A month or two removed from the Deutsch demolition at Bloemfontein, English football stands at a perilous juncture, though the casual observer might be forgiven for forgetting it. After all, the stiff corpse of England’s execrable World Cup campaign will soon be buried, cast aside and swept away from the pristine path of the Premier League and its travelling circus, national interest absconding for at least 2 long and seemingly uncertain years. But, what better antidote to the horrorshow, so the argument goes, than the return of the self-crowned “Best League In The World”?

As ever, the country’s summer fling with international football ends in tears and hangovers and re-razed delusions of success, an embarrassment, another shameful notch on the bedpost of our being done over at the sport’s highest level. And yet, despite pitiful performances that evoked as much shock as abject disappointment, the FA’s meagre excuse for an exhaustive post-mortem amounts to some petty finger-pointing and a belated soul-searching over Capello’s obese contract, and not much else besides.

A dissection of the Three cowardly Lions evinces some simple truths: no heart, no guts, and no football brains. Added to this cocktail for sporting failure was an element of the supernatural, of the flat-out inexplicable- how else can we account for the staggering desertion of Rooney’s first touch against Algeria? The droning vuvuzelas were ominously funereal for the cadaver of our so-called Golden Generation, an inflated epigram that should’ve died with Sven but achieved its ironic apotheosis in South Africa.

My problem, though, centres upon the useless attempts at a constructive debrief, both from within the FA’s own walls and from the wider media. Yes, it’s true that the boom of the Premier League, attracting legions of talented immigrants like moths to a spectacularly lucrative flame, has diluted the football gene-pool of English talent: fewer opportunities exist to secure a squad-number and a contract, let alone minutes on the pitch or even a space on the bench. Artificial attempts to remedy this process are frequent and sincere, but the engine of international business is not lightly stalled: City’s Sheikhs and Chelsea’s oligarch do not lose sleep over the search for Steven Gerrard’s long-term replacement, do they?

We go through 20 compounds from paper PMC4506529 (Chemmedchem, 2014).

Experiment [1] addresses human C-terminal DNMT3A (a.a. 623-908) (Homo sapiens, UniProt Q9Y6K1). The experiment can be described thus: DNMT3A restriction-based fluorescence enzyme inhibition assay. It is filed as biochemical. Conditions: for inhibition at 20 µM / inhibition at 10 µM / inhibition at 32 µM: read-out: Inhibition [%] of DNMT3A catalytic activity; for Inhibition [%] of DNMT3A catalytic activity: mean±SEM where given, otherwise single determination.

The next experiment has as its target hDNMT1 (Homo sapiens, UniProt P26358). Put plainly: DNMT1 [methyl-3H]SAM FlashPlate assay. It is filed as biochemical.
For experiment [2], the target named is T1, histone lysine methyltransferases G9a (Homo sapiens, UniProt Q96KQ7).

Recently, then, a useless assumption has brazenly infected even the most intelligent of our sports journalists: that we cannot expect to upkeep a truly world-class domestic league and simultaneously nurture a successful national team- in other words, we should be grateful for one, not greedy for both.

This is nonsense, of course: Spain are now world and European champions, and La Liga is, in many important aspects, vastly superior to the Premier League. Spain triumphs where England fails in the delicate balance of its top division; foreign commodities are imported when necessary, but young Spaniards are given genuine opportunities to flourish and mature. English clubs will sooner recruit from Brazilian backwaters than from their own reserve teams, or at least it appears that way: one senses that Arsenal’s impressive Wilshere might already be a global name if he were a Juan instead of a Jack.

Excuses proliferate, but action must be taken, and soon. Spain is the ideal prototype for emulation, and we can certainly learn something from the Germans, too. The country should be capable of delivering an international product that does justice to the quality, excitement and attraction of its domestic competition: the FA, Capello, and England’s players need to discover a resolution to this heinous perennial problem, the quandary of our repeated failure at all the big dances.